Presidential Election

Presidential candidates arc selected by their respective party's national conventions in the summer of each election year. The delegates attending that convention arc associated with a particular candidate and are normally chosen either at State conventions of party members (the caucus system) or at State primary elections held in the months preceding presidential elections. In a closed primary only registered party members can vote, while in an open primary any voter can participate (obviously voting in only one party's primary election).

The President is elected on the first Tuesday after the first Monday . in November of a leap year and takes office at noon on January 20.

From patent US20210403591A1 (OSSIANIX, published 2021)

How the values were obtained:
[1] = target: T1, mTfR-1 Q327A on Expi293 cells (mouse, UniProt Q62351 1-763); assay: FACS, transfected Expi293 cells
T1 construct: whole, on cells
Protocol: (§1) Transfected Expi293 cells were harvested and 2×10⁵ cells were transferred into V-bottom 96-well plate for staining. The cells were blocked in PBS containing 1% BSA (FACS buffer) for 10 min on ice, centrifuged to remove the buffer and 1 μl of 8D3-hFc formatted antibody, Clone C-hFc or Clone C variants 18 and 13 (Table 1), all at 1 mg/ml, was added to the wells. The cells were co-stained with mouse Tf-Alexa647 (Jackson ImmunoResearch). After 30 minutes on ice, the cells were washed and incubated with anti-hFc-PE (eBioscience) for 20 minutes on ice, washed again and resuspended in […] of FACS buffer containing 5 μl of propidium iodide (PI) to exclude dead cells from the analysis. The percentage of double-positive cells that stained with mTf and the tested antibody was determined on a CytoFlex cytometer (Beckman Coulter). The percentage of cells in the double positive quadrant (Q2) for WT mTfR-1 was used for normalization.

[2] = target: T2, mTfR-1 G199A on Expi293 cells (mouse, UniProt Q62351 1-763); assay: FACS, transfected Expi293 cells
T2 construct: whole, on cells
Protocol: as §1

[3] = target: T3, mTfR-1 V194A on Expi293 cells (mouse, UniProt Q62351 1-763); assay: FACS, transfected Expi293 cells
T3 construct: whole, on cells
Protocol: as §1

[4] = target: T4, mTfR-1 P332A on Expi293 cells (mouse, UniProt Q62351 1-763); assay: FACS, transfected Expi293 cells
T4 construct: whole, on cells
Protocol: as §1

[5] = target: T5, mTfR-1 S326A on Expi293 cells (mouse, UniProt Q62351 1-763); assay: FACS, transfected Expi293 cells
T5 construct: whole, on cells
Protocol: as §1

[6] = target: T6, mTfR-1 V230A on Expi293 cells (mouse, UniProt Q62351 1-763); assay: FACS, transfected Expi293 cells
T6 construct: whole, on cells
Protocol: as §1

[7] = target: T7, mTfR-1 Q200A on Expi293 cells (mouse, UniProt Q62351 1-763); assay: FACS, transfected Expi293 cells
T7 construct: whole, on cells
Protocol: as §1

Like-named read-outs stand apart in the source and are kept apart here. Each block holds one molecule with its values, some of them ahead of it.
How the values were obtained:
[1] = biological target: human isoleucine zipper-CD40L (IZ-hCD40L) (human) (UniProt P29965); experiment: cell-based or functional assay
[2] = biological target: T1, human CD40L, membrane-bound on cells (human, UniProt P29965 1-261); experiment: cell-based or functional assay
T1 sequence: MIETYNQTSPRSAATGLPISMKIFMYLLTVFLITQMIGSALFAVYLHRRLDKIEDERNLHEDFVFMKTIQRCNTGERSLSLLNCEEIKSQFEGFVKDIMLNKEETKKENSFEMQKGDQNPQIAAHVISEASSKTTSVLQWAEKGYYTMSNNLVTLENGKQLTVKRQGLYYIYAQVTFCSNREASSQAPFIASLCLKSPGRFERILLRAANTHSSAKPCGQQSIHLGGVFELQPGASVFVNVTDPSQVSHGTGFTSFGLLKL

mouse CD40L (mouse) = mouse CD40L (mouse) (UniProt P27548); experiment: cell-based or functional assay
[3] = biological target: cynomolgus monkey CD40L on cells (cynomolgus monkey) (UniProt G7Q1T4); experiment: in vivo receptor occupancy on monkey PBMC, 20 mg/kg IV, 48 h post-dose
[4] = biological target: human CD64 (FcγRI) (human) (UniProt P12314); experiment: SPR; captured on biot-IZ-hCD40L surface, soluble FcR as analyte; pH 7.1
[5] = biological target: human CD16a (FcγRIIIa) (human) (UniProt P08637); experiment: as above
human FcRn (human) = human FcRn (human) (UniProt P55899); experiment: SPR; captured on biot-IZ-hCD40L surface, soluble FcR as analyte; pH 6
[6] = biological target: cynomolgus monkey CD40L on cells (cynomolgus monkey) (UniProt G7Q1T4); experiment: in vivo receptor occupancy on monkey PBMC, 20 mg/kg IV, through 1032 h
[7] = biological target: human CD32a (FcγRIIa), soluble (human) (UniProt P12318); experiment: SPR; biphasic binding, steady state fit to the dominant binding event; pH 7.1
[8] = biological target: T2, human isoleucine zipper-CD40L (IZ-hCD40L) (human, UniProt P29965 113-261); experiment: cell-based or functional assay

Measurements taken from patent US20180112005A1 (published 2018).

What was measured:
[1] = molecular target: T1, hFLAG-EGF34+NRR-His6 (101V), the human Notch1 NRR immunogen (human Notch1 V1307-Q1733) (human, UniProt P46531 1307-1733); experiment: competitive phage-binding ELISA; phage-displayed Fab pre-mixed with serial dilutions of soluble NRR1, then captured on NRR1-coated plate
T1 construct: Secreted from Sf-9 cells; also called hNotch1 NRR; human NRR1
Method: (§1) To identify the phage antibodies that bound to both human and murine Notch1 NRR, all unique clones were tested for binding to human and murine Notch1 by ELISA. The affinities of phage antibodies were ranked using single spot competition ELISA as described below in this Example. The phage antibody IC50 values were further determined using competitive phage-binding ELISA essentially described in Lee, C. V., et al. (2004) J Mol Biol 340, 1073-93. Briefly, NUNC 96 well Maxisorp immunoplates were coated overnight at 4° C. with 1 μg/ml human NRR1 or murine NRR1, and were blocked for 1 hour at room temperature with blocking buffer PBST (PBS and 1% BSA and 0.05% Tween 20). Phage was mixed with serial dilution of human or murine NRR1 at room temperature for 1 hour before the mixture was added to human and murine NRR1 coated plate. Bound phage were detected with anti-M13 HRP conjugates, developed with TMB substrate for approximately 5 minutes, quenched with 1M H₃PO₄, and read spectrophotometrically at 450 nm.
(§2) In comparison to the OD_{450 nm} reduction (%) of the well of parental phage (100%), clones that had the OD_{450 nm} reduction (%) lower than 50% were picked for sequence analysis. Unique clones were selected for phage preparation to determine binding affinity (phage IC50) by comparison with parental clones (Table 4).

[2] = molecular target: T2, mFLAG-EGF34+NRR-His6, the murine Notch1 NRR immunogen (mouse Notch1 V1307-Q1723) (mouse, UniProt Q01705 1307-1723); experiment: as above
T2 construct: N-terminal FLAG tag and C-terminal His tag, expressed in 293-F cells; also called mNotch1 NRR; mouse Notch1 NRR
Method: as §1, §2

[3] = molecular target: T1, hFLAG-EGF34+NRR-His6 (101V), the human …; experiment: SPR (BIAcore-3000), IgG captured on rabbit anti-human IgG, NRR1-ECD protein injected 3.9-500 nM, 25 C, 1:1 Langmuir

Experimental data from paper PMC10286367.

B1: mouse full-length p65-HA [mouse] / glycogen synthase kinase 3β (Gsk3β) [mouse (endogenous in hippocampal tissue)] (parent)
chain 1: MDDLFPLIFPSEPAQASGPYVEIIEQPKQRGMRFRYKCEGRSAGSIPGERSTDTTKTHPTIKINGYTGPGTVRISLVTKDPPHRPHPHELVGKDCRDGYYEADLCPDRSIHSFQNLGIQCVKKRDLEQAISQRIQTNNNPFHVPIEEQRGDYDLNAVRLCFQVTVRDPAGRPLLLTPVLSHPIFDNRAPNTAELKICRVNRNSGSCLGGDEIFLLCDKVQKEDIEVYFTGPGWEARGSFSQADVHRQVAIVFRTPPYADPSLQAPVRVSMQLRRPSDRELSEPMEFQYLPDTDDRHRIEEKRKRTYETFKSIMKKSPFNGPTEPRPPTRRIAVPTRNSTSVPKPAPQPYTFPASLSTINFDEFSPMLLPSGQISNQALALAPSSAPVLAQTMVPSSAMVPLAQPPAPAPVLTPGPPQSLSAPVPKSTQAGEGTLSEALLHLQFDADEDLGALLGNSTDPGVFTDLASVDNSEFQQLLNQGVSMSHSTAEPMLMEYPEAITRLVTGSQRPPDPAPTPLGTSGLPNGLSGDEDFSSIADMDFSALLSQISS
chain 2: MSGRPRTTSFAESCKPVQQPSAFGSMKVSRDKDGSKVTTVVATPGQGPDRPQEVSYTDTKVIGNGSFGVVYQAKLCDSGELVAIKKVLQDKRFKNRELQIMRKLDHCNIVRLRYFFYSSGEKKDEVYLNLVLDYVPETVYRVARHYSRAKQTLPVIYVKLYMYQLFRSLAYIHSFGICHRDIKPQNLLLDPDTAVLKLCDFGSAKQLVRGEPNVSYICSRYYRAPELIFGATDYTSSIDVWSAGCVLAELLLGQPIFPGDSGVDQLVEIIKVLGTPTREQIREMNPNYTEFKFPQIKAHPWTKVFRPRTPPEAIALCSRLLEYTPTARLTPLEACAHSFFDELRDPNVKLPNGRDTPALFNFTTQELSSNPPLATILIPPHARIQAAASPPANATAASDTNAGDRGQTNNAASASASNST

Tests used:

The President is not elected directly, but by an Electoral College. The electors who actually choose the President are now completety pledged in advance to one person and their .names have almost entirely disappeared from the ballot papers to be replaced by the names of the candidates themselves. The candidates who win the most votes within a; State receive all its Electoral College votes (equal to the number of senators and representatives from that State), no matter how small the majority  Each US State is free to determine its own electoral laws, subject to certain limitations imposed by the Constitution, national legislation and the Supreme Court, This has enabled many states, particularly in the South, to prevent blacks and different minorities from voting by such means as poll taxes and literacy tests. After the 1965 Voting Act (giving federal government officials the job of registering voters in States where literacy tests are used) and the abolition of poll taxes (24th Amendment), black voters are now proportionally only 10% fewer than white voters.